The Baltimore Sun debunked Republican charges that ACORN is flooding state election boards with phony voter registration cards. “This sounds more like partisan sniping than legitimate complaints aimed at protecting ballot box integrity,” the Oct. 13 Sun editorial charged. ACORN is required by law to deliver all voter registration cards, including duplicates and those improperly filled out, to election boards, and ACORN flagged all faulty cards, the Sun said. “ACORN says it’s registered 1.3 million voters nationwide. Any operation that big is bound to produce errors but the irregularities cited by GOP critics are miniscule compared with the number of valid applications.”

It’s not voter registration fraud that is the problem, groups charge, it’s potential violations of voters rights. With the Nov. 4 election just weeks away, the nonpartisan Election Protection Coalition warns that tens of thousands of newly registered voters are being purged illegally from voter registration rolls. “We can see a perfect storm developing here,” said Gerry Hebert, executive director of the coalition, which includes among its 100 affiliates the Lawyers Committee for Civil Rights Under Law, Service Employees International Union, American Civil Liberties Union, Sierra Club, NAACP, Rock the Vote, and League of United Latin American Citizens.

The Justice Department is not doing enough to guarantee voting rights, Hebert said. The DOJ claims it is fulfilling its responsibility by sending letters to the 50 secretaries of state reminding them of the Help America Vote Act (HAVA) which prohibits purging voters within 90 days of an election.

Hebert asked, “What will the Justice Department do if within the next three weeks they discover that a state has still illegally purged voters?”

He cited an Oct. 9 New York Times report that election officials in half a dozen swing states have purged “tens of thousand of eligible voters” in ways that “appear to violate federal law.” The article identifies Colorado, Indiana, Ohio, Michigan, Nevada and North Carolina as states where the purges have taken place.

“Some are removed for legitimate reasons like death or moving out of state,” Hebert continued. “But others have been removed because of a mismatch on government databases. That is highly suspect because there are many reasons these databases may not match.”

For example, a voter registration database may use a voter’s middle initial while a motor vehicle administration database may use the full middle name. Names change when people get married or divorced. That’s why the federal Help America Vote Act prohibits purging voter rolls close to an election, Hebert said.

“A mismatch on databases alone is not sufficient basis for purging a voter,” he said. “If your name is not on the voter list, fill out an application, sign it and vote by provisional ballot. No one who believes he or she is registered to vote should leave the polling place without voting.”

The Election Protection Coalition has set up a phone hotline to a center staffed by volunteers trained to assist anyone facing denial of his or her voting rights. The number is 1-866-OUR VOTE in English and 1-888-VE-Y-VOTA in Spanish.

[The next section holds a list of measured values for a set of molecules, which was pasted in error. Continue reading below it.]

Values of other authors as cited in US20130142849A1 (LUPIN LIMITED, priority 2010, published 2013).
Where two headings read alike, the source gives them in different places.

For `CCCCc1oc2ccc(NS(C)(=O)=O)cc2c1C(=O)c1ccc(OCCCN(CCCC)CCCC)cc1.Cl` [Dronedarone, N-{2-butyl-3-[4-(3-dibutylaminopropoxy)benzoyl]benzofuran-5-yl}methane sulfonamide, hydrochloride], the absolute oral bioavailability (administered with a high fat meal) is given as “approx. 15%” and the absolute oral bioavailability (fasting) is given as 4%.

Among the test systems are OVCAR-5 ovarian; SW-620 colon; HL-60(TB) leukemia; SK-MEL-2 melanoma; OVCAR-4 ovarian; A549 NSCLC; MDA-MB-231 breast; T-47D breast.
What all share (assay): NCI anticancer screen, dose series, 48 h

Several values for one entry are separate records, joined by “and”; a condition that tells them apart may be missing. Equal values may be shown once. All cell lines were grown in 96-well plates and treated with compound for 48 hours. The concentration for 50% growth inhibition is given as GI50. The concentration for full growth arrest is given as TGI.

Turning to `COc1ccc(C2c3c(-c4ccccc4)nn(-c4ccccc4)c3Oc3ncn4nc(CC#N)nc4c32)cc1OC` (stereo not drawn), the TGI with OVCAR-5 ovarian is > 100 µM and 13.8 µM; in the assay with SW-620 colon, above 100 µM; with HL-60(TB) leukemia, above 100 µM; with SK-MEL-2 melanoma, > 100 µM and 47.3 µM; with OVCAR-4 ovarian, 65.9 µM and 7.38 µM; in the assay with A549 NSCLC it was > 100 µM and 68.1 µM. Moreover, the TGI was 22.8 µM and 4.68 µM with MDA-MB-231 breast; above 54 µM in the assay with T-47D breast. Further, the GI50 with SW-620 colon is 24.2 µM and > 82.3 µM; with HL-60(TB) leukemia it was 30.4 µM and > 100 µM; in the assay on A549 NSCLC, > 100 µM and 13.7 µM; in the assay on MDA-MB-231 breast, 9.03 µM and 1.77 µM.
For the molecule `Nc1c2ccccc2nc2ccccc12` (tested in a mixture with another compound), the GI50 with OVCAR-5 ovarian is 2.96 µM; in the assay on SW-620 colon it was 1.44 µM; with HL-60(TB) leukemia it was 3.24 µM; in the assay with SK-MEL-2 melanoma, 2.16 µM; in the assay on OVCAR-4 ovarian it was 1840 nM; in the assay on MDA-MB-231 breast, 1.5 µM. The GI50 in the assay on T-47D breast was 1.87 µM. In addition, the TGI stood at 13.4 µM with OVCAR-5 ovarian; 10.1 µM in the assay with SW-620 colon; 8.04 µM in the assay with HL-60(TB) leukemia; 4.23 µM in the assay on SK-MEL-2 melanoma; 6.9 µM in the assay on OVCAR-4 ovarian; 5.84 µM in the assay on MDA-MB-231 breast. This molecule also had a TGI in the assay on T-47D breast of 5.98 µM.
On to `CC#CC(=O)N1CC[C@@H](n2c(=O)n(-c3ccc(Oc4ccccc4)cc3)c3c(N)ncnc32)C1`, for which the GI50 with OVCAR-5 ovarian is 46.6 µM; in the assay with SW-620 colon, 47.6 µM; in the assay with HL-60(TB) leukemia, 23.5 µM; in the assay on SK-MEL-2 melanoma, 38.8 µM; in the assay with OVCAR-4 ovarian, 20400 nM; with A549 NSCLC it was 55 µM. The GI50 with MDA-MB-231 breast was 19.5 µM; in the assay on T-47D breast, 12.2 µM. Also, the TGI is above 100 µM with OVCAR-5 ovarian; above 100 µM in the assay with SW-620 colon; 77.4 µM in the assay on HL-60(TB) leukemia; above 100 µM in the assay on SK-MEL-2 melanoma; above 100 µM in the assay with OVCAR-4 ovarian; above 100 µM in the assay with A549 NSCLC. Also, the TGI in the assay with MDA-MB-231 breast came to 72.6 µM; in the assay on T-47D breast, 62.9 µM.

(Another resource is the website, sponsored by the National Association of Secretaries of State, where you can check if you are registered to vote or not.)

Hebert pointed to estimates of 9 million newly registered voters. “There has been a huge influx of first-time voters,” he said. “For these people to show up at the polls and find they have been struck from the voting rolls because of some mismatch in databases, that’s the worst thing that can happen to a new voter.”

Hebert said the coalition is also concerned that local election boards are not preparing adequately for Nov. 4. “It is their responsibility to provide enough voting machines and ballots for what is expected to be an enormously high voter turnout on Election Day,” he said. “Our coalition has been working with state and local elections boards to make sure these problems have been corrected. We get assurances. But they gave us these same assurances in elections past.”

The Washington Post reported Oct. 6 that about 4 million new voters have been registered in a dozen key states, with Sen. Barack Obama “poised to benefit … in numbers that far outweigh any gains made by Republicans.” The margins favoring the Democrats were 4 to 1 in Colorado and Nevada and 6 to 1 in North Carolina.

In Florida, 800,000 have been added to the voter rolls. Many were signed up by a coalition that includes the AFL-CIO, Alliance of Retired Americans, ACORN and many other grassroots organizations. The number includes 360,478 new Democratic voters compared to 190,137 new Republican voters. Another 253,294 Floridians registered as independents.

Ohio added 700,000 new voters, predominantly in Democratic-leaning parts of the state.

In North Carolina, Democrats gained 208,000 new voters this year compared to 34,000 new Republican voters.

In Pennsylvania, 474,000 voters were added to the Democratic rolls while the Republicans suffered a net decline of 38,000.

In Nevada, the labor-led voter registration drive added 91,000 new voters to Democratic rolls, switching the state to majority Democrat. Colorado added 80,000 new Democratic voters to their rolls and New Mexico 40,000. These gains in voter registration suggest an Obama-Biden landslide may be in the making.